Editor's Note [ The term "sprawl" is a prejorative for "suburban placetype" to deride its inhabitants and lifestyle.  For the planners at ABAG, Marin County Supervisors and the Planning Department, it must be eradicated through "densification and compaction" infill development.  We are only seeing the leading edge of the plan with the tax-exempt affordable housing.  Next stage, we will see upzoning of our neighborhoods to allow 20-50 units per acre.  SB-1 is an initiative before the California senate that will give broad powers to condemn properties along major transit corridors to build high density dwellings that are NOT BLIGHTED. This means that the Marinwood Priority Development Area designation is not needed to condemn properties and build.  It can happen ANYWHERE within 1/2 mile of 101 corridor. The fact remains that a single family home in the suburbs to raise a family remains an American Dream for the vast majority of Americans. ]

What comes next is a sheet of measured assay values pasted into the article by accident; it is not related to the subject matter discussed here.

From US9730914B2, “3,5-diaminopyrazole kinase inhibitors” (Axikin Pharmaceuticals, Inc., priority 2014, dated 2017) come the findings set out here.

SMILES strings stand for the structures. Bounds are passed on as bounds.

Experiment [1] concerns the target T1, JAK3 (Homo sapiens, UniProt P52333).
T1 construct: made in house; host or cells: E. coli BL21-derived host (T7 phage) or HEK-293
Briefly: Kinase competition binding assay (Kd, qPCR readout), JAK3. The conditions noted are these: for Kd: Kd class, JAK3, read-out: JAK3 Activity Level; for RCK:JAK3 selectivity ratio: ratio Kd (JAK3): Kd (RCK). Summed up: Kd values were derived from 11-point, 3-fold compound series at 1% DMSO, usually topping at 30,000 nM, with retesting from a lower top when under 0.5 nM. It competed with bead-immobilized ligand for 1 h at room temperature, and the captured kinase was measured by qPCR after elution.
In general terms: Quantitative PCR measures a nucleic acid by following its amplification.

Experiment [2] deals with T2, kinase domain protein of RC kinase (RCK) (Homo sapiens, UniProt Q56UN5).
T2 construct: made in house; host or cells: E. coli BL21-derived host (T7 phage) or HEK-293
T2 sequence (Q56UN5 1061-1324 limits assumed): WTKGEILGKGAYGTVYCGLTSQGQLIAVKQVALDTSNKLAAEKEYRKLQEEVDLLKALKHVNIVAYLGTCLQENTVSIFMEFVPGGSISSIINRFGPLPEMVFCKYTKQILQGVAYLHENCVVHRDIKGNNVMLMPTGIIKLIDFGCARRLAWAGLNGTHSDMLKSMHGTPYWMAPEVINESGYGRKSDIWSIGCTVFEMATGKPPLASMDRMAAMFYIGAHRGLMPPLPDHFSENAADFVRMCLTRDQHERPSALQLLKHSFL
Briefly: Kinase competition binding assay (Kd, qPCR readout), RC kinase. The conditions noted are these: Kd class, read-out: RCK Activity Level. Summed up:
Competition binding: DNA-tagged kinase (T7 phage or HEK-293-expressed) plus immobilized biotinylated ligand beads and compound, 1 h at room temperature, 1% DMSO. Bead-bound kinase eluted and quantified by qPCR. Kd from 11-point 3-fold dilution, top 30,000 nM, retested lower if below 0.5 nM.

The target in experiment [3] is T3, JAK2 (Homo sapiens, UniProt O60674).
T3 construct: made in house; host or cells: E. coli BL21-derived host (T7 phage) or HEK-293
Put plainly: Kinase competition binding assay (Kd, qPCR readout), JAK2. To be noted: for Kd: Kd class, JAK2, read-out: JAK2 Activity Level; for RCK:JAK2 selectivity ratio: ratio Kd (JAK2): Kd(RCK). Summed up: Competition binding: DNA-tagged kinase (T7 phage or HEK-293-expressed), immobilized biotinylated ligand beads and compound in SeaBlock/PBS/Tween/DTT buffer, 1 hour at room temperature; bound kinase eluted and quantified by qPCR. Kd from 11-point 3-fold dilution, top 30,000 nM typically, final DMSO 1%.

If you think four-letter words are dirty and nasty, how about that six-letter word: sprawl.
To the doom and gloom crowd, "sprawl" ranks right up there with the plague, leprosy, and the French.

Well, let me state it unequivocally: I love sprawl.  I need it.  I promote it.  Oakland County can't get enough of it.  Are you getting the picture?

Sprawl is not evil. In fact, it is good. It is the inevitable result of a free people exercising their cherished, constitutionally protected rights as individuals to pursue their dreams when choosing where to live, where to work, where to educate, and where to recreate.

Let's stop the hysteria and honestly ask ourselves what is sprawl?  "Sprawl" is the  unfortunate pejorative title government planners give to economic development that takes place in areas they can't control. In reality, "sprawl" is new houses, new school buildings, new plants, and new office and retail facilities.  "Sprawl" is new jobs, new hope and the fulfillment of lifelong dreams. It's the American Dream unfolding before your eyes.